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St. Petersburg, Florida -- You certainly can't blame season ticket holders like Charlie Troeger for being worried about whether the Rays stay in Tampa Bay after being last in the league last year for average attendance.

Charlie travels from 72 miles away for each Rays home game. All the way from Auburndale.

He knows not everyone has the time or money for season tickets, but he thinks the team deserves better than to be dead last when it comes to the number of fans who come to the games.

"They're gonna go outta here one day and we're not gonna have a baseball team," Charlie warns.

The Rays are fielding what some consider be a team with World Series potential this year.

They've upgraded the stadium.

They're even offering deals like the Flex Pack this year, with discounts of up to 50% for advanced ticket purchase is in increments of three -- and no blackout dates.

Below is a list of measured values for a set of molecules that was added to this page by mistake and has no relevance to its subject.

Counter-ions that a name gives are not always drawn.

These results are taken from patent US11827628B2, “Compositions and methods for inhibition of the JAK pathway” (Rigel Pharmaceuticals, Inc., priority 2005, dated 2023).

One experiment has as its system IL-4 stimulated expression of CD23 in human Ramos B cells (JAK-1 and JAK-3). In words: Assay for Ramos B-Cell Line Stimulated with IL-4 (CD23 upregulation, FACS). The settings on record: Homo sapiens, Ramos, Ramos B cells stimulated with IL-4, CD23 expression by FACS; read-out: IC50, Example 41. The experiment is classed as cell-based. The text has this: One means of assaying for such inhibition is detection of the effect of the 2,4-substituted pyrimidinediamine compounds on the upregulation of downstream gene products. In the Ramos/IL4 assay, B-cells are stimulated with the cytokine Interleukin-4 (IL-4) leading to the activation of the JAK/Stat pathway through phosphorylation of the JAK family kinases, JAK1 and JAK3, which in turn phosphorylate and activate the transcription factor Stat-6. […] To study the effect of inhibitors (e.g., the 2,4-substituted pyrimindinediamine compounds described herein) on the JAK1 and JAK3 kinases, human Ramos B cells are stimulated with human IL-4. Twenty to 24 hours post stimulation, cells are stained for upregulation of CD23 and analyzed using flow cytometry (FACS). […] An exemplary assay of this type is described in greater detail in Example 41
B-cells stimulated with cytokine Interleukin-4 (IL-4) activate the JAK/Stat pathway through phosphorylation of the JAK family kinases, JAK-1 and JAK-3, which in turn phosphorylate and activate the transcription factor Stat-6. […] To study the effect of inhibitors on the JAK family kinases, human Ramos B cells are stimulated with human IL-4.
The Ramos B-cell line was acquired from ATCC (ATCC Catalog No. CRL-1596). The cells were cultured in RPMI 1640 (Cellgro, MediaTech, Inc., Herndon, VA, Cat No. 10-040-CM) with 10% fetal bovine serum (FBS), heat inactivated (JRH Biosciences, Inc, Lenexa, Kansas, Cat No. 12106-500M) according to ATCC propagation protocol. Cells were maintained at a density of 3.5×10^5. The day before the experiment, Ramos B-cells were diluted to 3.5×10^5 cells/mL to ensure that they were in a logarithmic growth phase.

"Attendance is very important," agrees new St. Pete Mayor Rick Kriseman.

Kriseman says there's improving communication between the city and the Rays, and they're working to lure more fans from Tampa too. Waiting for a stadium to rise over on the other side of the Bay is a bad strategy he says.

"If there's not support from that side of the Bay it's pretty tough for Major League Baseball to think that just moving across the Bay is gonna change anything," he says.

Last year's low attendance has recently re-kindled old rumors that cities like Montreal might deliver better attendance.

But Rays President Matt Silverman was quick to quash such gossip, especially on opening day.

"Our home is Tampa Bay and we're gonna make it work here," says Silverman, "and we appreciate every single fan who comes out and enjoys the game."

Silverman hopes moves the team is making will be enough to draw new fans to buy tickets, but he also wants those who've already shown loyalty to show just a little bit more if they can swing it.

"If each fan came to one more game per year it would make a big difference and we wouldn't be having these conversations," he says.

That's certainly what Rays fans in the Bay area want to hear.

The organization doesn't expect sell-outs like today's season-opener to happen every game, but in fielding a top notch team, they do expect to do better than last place in average attendance.

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